Manny Schecter, chief patent counsel for IBM, will present "A Primer on Patents" at 5:30 p.m. Wednesday, Nov. 16, in the Friend Center, Room 101. This overview of how to understand new patent law and create strong patents is hosted by Princeton's Center for Information Technology Policy and the Keller Center.

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Video: 'Fuente Ovejuna'

"Fuente Ovejuna: A Disloyal Adaptation," a student production based on real events in 15th-century Spain, will be performed at 8 p.m., Nov. 11-12 and 17-19 at Berlind Theatre.

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Kurtzer and Jamal to discuss Israeli-Palestinian conflict

Tuesday, Nov. 22, 2011, 4:30 p.m. · Robertson Hall, Dodds Auditorium

Daniel Kurtzer, former U.S. ambassador to Israel and Egypt and the S. Daniel Abraham Visiting Professor in Middle East Policy Studies at Princeton's Woodrow Wilson School of Public and International Affairs, and Princeton's Amaney Jamal, an associate professor of politics who studies democratization and the politics of civic engagement in the Arab World, will have a discussion on the topic of "Two States for Two Peoples? The Palestinian Bid for Statehood and the Road to Peace" in an event at 4:30 p.m. Tuesday, Nov. 22, in Dodds Auditorium, Robertson Hall.

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Conference focuses on developing empowered communities

Friday and Saturday, Nov. 11-12, 2011, 10 a.m. · Fields Center

The Princeton University chapter of Engineers Without Borders will host its second annual conference on international development, "Collective Motion 2.0: Developing Empowered Communities," from 10 a.m. to 5 p.m. Friday and Saturday, Nov. 11-12, in the Fields Center.

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FACULTY AWARD: Bassler to receive L'Oréal-UNESCO For Women in Science Award

Princeton University professor Bonnie Bassler was among five scientists worldwide selected to receive the 2012 For Women in Science Award presented by UNESCO and cosmetics company L'Oréal. The award, now in its 14th year, recognizes women whose work...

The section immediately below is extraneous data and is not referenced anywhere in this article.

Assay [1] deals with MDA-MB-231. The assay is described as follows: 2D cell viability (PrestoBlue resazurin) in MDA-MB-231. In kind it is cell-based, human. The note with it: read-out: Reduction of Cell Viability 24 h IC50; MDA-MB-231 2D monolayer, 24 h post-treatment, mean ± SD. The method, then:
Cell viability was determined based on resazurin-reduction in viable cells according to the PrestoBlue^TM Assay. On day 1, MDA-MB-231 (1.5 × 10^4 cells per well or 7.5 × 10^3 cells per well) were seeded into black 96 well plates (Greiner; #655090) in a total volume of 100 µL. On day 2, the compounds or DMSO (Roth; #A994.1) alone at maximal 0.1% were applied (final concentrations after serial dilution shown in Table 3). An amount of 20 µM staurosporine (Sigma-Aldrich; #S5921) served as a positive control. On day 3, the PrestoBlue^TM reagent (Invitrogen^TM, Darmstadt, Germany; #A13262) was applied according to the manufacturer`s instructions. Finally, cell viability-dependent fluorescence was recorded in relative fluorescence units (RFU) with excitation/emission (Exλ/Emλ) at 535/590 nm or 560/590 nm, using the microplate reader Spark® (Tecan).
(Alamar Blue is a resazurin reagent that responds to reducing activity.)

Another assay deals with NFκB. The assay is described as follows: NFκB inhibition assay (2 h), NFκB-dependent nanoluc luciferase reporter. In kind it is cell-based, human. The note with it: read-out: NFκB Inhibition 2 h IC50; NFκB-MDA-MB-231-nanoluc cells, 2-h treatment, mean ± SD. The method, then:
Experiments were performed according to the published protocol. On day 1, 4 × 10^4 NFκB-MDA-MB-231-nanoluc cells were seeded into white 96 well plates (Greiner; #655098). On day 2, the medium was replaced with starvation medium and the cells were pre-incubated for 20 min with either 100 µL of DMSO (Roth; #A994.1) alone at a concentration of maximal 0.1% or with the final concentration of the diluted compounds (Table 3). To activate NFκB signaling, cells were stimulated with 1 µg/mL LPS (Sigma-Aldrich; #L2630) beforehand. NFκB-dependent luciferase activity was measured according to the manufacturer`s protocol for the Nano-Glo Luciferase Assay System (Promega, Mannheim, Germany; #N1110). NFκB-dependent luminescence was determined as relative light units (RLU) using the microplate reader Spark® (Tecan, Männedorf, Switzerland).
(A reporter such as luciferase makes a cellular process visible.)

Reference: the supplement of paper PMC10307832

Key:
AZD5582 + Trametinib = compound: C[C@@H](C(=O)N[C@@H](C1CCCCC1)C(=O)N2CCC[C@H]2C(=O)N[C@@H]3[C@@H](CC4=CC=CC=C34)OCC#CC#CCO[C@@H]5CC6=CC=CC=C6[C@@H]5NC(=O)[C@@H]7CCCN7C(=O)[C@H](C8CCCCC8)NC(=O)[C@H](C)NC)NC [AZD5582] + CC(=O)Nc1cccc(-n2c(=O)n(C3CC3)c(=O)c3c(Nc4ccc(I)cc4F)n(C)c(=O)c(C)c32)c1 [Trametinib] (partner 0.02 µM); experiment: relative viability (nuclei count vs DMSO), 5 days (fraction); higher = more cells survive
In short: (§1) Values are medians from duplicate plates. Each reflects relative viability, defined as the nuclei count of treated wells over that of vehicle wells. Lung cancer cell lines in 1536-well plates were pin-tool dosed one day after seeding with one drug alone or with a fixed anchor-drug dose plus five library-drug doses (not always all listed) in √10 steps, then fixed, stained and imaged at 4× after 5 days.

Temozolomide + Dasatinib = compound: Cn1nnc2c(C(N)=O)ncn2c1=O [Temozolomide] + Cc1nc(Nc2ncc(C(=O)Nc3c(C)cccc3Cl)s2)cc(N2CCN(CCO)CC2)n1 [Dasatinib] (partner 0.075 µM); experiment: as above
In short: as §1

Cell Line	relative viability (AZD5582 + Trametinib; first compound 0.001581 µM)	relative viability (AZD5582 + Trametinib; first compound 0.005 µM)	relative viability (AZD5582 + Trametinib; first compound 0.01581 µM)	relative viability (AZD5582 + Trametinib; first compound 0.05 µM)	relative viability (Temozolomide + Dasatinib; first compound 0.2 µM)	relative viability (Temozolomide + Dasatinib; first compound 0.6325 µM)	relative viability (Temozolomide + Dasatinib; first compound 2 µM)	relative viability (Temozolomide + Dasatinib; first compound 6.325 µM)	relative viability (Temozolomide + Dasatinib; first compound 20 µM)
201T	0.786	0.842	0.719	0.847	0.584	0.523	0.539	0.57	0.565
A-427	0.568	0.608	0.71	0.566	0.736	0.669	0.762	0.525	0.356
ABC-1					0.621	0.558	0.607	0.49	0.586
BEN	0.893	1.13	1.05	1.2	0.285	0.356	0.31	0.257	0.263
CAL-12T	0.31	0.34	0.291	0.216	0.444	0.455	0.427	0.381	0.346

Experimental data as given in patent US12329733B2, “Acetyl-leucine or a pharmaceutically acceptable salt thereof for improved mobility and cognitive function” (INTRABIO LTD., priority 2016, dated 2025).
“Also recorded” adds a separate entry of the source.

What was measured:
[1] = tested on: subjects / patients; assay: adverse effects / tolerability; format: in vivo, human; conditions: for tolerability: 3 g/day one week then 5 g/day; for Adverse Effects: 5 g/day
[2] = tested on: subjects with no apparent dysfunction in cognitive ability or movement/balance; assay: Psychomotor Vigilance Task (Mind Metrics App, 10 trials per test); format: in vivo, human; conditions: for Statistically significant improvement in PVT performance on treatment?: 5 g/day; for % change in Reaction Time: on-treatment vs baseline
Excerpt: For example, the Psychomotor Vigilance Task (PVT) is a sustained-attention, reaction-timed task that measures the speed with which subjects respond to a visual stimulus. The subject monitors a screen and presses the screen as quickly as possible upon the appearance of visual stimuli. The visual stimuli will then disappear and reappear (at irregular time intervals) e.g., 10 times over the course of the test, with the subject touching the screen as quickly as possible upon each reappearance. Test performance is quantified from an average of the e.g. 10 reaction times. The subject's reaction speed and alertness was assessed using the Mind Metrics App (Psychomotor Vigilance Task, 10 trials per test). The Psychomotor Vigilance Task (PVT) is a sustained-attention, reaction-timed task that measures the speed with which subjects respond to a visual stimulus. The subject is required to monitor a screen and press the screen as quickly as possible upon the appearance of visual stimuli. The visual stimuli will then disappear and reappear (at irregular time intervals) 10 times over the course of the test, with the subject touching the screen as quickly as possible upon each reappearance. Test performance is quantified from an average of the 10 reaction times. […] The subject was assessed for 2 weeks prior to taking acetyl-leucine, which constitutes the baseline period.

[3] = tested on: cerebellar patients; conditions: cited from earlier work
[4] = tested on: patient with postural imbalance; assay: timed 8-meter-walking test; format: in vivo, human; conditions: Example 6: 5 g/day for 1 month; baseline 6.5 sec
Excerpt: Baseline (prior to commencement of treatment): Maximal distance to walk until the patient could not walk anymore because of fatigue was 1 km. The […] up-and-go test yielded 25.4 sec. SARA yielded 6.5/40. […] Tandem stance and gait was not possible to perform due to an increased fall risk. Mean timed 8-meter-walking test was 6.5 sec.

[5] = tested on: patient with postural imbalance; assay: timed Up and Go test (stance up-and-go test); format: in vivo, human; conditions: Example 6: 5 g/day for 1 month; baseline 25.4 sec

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Blinder to give talk on U.S. economy

Monday, Nov. 14, 2011, 4:30 p.m. · Robertson Hall, Dodds Auditorium

Alan Blinder, the Gordon S. Rentschler Memorial Professor of Economics and Public Affairs at Princeton's Woodrow Wilson School of Public and International Affairs, will present a lecture about the U.S. economy as part of a series on economic recovery at 4:30 p.m. Monday, Nov. 14, in Dodds Auditorium, Robertson Hall.

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Online survey seeks ideas for implementing freshman Greek ban

The committee of students, faculty and staff formed to develop procedures for administering the ban on Princeton freshman participation in fraternities and sororities is encouraging members of the campus community to complete a survey to share ideas and suggestions for implementing the policy.

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Campus community invited to Nov. 14 CPUC meeting

Monday, Nov. 14, 4:30 p.m. · Friend Center, Room 101

The Council of the Princeton University Community (CPUC) will meet at 4:30 p.m. Monday, Nov. 14, in the Friend Center, Room 101. All members of the campus community are invited to attend.

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Guggenheim curator, artists to lecture on visual arts and dance

Wednesday, Nov. 9, 12:15 p.m., Tuesday, Nov. 22, 7:30 p.m. and Tuesday, Dec. 6, 2011, 7:30 p.m. · Hagan Dance Studio, 185 Nassau St. 

Nancy Spector, chief curator for the Solomon R. Guggenheim Museum in New York City; Japanese choreographer and performance artist Eiko Otake; and visual and performance artist Janine Antoni will each discuss the intersections of visual art and movement in two upcoming lectures at the Lewis Center for the Arts. Spector will speak Wednesday, Nov. 9, at 12:15 p.m. and Otake on Tuesday, Nov. 22, at 7:30 p.m., both at the center's Patricia and Ward Hagan '48 Dance Studio at 185 Nassau St. Both talks are free and open to the public, and are part of a semester-long interdisciplinary series of Lewis Center lectures titled "Muscle Memory."